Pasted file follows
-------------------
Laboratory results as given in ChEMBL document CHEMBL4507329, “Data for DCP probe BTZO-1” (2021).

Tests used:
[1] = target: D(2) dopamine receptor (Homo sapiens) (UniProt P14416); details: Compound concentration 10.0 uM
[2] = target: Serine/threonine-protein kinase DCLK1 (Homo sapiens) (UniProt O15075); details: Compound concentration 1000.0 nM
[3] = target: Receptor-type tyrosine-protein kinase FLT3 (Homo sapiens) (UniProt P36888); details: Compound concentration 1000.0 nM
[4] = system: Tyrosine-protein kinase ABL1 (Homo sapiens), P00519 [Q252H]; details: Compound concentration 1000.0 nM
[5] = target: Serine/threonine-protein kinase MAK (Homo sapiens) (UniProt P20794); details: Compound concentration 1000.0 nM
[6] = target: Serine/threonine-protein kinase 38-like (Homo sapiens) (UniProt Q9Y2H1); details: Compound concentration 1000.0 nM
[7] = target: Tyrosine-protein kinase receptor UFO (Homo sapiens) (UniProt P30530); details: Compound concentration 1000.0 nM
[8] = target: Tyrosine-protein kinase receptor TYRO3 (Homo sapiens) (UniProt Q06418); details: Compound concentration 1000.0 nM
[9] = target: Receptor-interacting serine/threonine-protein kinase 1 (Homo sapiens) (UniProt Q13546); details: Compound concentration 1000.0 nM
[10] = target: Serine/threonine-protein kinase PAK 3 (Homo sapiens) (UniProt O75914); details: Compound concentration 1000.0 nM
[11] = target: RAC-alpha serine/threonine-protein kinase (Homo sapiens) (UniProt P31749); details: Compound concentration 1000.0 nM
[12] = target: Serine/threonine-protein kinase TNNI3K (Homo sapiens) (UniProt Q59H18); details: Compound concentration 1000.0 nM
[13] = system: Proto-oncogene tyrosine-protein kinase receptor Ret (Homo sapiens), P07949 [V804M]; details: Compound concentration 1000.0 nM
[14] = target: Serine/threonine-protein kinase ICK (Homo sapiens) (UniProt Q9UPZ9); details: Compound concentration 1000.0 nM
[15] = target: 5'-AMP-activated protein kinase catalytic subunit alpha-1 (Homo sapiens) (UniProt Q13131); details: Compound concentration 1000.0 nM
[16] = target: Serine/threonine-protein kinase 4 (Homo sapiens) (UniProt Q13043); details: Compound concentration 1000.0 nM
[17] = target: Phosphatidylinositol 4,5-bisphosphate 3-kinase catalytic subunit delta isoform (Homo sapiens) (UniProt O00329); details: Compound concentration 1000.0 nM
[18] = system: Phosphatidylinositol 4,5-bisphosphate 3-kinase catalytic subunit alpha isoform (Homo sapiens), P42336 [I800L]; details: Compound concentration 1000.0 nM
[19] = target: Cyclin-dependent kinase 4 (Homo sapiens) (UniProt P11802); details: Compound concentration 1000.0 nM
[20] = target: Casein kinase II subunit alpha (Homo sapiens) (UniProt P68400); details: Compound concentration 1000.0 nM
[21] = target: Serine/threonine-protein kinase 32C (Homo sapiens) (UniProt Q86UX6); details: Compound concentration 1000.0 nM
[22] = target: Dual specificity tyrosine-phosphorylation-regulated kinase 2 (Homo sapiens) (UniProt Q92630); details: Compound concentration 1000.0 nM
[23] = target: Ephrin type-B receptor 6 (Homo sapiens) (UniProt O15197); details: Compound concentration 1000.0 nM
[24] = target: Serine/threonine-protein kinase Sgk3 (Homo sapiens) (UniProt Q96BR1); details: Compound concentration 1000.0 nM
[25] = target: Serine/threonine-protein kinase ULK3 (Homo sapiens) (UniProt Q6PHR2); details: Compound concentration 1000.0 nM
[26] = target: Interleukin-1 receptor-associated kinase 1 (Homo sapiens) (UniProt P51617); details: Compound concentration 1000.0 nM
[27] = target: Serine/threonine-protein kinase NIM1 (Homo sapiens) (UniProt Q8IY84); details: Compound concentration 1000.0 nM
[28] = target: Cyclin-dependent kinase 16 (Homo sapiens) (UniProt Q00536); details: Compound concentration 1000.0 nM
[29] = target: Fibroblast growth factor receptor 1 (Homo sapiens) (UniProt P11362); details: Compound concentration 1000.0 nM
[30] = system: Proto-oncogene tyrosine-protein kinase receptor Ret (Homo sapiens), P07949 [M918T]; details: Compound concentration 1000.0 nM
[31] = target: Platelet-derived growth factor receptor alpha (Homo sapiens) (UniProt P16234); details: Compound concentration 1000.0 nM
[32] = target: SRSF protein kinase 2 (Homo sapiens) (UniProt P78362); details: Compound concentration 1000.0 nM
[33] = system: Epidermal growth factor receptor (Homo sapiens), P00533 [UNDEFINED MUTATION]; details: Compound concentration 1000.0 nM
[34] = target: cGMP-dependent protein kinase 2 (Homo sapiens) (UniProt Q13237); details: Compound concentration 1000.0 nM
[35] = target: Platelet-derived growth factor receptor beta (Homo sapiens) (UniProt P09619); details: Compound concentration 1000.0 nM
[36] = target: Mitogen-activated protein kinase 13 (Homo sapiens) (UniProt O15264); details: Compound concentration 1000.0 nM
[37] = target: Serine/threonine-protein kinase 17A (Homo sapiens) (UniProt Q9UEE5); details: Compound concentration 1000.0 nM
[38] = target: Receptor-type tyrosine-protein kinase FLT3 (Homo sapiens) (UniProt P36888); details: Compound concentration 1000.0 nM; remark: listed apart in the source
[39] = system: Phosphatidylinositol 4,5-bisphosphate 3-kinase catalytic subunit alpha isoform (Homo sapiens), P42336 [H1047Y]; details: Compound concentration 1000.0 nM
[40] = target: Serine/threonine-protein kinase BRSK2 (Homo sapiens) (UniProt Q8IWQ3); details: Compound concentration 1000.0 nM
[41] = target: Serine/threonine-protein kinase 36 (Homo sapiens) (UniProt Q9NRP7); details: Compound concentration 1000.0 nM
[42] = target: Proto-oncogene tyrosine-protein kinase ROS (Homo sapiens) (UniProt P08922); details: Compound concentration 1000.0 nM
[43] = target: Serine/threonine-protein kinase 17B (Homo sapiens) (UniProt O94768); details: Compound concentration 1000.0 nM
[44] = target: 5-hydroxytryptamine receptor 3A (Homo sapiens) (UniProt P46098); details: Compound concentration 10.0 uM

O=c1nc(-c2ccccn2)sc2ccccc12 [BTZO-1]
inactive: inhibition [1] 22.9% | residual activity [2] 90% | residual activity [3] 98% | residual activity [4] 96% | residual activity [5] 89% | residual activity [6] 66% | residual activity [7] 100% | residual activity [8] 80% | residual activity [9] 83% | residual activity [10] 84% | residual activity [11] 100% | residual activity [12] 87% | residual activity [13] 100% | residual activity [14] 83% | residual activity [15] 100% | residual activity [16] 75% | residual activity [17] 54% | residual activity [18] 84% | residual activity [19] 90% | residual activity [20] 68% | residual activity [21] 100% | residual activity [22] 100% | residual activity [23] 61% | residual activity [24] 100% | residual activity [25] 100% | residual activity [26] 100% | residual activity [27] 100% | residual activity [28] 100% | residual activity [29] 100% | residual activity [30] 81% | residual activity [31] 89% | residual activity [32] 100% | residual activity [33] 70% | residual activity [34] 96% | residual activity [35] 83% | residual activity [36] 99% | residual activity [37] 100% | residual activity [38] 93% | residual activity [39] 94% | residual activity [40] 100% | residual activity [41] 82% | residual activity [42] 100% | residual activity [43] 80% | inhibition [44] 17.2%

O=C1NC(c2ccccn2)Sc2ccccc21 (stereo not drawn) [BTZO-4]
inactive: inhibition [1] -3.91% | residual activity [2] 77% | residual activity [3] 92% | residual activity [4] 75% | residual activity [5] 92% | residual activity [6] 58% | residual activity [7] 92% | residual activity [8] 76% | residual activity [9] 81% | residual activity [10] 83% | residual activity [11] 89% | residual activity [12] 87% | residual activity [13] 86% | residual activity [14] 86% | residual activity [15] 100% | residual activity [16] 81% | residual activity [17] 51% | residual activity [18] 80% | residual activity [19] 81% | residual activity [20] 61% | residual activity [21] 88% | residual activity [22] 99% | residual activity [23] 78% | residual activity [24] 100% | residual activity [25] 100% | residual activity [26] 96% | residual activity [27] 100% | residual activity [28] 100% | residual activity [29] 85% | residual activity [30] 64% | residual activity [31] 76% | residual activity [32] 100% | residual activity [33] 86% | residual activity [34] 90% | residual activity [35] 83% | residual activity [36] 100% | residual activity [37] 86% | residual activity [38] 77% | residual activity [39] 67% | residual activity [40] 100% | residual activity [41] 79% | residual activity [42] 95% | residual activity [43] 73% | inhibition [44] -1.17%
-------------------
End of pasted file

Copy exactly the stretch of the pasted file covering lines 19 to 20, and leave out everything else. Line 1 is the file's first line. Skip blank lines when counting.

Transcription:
[17] = target: Phosphatidylinositol 4,5-bisphosphate 3-kinase catalytic subunit delta isoform (Homo sapiens) (UniProt O00329); details: Compound concentration 1000.0 nM
[18] = system: Phosphatidylinositol 4,5-bisphosphate 3-kinase catalytic subunit alpha isoform (Homo sapiens), P42336 [I800L]; details: Compound concentration 1000.0 nM